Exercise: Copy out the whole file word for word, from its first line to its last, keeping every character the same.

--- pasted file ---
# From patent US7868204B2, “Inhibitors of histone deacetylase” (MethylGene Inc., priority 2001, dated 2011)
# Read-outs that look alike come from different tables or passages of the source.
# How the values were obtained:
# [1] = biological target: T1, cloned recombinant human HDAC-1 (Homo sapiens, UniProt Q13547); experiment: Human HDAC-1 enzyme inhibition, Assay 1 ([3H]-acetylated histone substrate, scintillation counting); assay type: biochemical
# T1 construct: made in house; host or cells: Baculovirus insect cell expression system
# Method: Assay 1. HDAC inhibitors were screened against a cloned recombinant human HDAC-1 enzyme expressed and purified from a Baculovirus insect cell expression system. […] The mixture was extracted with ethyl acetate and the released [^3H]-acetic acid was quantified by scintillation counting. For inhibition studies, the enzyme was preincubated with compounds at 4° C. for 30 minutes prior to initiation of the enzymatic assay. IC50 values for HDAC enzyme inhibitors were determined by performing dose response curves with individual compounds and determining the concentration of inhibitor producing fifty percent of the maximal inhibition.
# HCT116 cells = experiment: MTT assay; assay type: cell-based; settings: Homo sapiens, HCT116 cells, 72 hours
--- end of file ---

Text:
# From patent US7868204B2, “Inhibitors of histone deacetylase” (MethylGene Inc., priority 2001, dated 2011)
# Read-outs that look alike come from different tables or passages of the source.
# How the values were obtained:
# [1] = biological target: T1, cloned recombinant human HDAC-1 (Homo sapiens, UniProt Q13547); experiment: Human HDAC-1 enzyme inhibition, Assay 1 ([3H]-acetylated histone substrate, scintillation counting); assay type: biochemical
# T1 construct: made in house; host or cells: Baculovirus insect cell expression system
# Method: Assay 1. HDAC inhibitors were screened against a cloned recombinant human HDAC-1 enzyme expressed and purified from a Baculovirus insect cell expression system. […] The mixture was extracted with ethyl acetate and the released [^3H]-acetic acid was quantified by scintillation counting. For inhibition studies, the enzyme was preincubated with compounds at 4° C. for 30 minutes prior to initiation of the enzymatic assay. IC50 values for HDAC enzyme inhibitors were determined by performing dose response curves with individual compounds and determining the concentration of inhibitor producing fifty percent of the maximal inhibition.
# HCT116 cells = experiment: MTT assay; assay type: cell-based; settings: Homo sapiens, HCT116 cells, 72 hours